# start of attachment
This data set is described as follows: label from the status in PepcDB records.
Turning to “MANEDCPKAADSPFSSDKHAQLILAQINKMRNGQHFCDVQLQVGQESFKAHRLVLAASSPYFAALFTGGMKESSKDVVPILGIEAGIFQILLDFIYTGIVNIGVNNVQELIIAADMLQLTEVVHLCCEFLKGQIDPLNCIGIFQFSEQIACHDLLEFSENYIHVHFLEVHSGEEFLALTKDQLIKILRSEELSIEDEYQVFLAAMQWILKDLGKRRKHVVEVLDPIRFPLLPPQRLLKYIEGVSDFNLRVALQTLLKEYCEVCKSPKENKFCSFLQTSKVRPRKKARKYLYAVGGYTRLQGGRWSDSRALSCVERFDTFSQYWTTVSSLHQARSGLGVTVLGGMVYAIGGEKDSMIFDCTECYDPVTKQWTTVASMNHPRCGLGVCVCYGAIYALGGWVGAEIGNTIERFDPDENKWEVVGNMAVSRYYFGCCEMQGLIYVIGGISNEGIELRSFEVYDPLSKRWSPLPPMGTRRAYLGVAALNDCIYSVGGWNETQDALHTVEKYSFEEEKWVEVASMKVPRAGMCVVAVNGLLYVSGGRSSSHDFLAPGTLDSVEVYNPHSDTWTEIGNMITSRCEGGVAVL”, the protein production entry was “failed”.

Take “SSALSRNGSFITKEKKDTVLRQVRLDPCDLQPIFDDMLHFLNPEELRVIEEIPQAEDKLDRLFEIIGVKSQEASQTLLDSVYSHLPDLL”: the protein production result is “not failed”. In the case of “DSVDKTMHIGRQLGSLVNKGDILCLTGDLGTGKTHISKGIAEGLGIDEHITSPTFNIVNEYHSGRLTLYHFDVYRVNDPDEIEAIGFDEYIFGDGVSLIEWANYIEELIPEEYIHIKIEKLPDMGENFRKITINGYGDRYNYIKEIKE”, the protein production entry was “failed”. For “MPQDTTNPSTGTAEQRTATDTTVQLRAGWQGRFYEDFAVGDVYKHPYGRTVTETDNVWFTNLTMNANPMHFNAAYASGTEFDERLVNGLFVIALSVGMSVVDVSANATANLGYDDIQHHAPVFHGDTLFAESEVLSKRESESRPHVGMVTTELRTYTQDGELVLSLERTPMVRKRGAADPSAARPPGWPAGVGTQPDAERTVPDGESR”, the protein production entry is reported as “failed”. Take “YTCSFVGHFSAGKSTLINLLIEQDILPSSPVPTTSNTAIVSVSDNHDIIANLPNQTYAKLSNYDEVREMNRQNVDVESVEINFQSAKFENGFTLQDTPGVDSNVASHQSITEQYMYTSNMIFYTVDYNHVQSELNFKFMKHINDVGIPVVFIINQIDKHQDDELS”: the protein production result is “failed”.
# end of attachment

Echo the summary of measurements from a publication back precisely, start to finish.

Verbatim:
This data set is described as follows: label from the status in PepcDB records.
Turning to “MANEDCPKAADSPFSSDKHAQLILAQINKMRNGQHFCDVQLQVGQESFKAHRLVLAASSPYFAALFTGGMKESSKDVVPILGIEAGIFQILLDFIYTGIVNIGVNNVQELIIAADMLQLTEVVHLCCEFLKGQIDPLNCIGIFQFSEQIACHDLLEFSENYIHVHFLEVHSGEEFLALTKDQLIKILRSEELSIEDEYQVFLAAMQWILKDLGKRRKHVVEVLDPIRFPLLPPQRLLKYIEGVSDFNLRVALQTLLKEYCEVCKSPKENKFCSFLQTSKVRPRKKARKYLYAVGGYTRLQGGRWSDSRALSCVERFDTFSQYWTTVSSLHQARSGLGVTVLGGMVYAIGGEKDSMIFDCTECYDPVTKQWTTVASMNHPRCGLGVCVCYGAIYALGGWVGAEIGNTIERFDPDENKWEVVGNMAVSRYYFGCCEMQGLIYVIGGISNEGIELRSFEVYDPLSKRWSPLPPMGTRRAYLGVAALNDCIYSVGGWNETQDALHTVEKYSFEEEKWVEVASMKVPRAGMCVVAVNGLLYVSGGRSSSHDFLAPGTLDSVEVYNPHSDTWTEIGNMITSRCEGGVAVL”, the protein production entry was “failed”.

Take “SSALSRNGSFITKEKKDTVLRQVRLDPCDLQPIFDDMLHFLNPEELRVIEEIPQAEDKLDRLFEIIGVKSQEASQTLLDSVYSHLPDLL”: the protein production result is “not failed”. In the case of “DSVDKTMHIGRQLGSLVNKGDILCLTGDLGTGKTHISKGIAEGLGIDEHITSPTFNIVNEYHSGRLTLYHFDVYRVNDPDEIEAIGFDEYIFGDGVSLIEWANYIEELIPEEYIHIKIEKLPDMGENFRKITINGYGDRYNYIKEIKE”, the protein production entry was “failed”. For “MPQDTTNPSTGTAEQRTATDTTVQLRAGWQGRFYEDFAVGDVYKHPYGRTVTETDNVWFTNLTMNANPMHFNAAYASGTEFDERLVNGLFVIALSVGMSVVDVSANATANLGYDDIQHHAPVFHGDTLFAESEVLSKRESESRPHVGMVTTELRTYTQDGELVLSLERTPMVRKRGAADPSAARPPGWPAGVGTQPDAERTVPDGESR”, the protein production entry is reported as “failed”. Take “YTCSFVGHFSAGKSTLINLLIEQDILPSSPVPTTSNTAIVSVSDNHDIIANLPNQTYAKLSNYDEVREMNRQNVDVESVEINFQSAKFENGFTLQDTPGVDSNVASHQSITEQYMYTSNMIFYTVDYNHVQSELNFKFMKHINDVGIPVVFIINQIDKHQDDELS”: the protein production result is “failed”.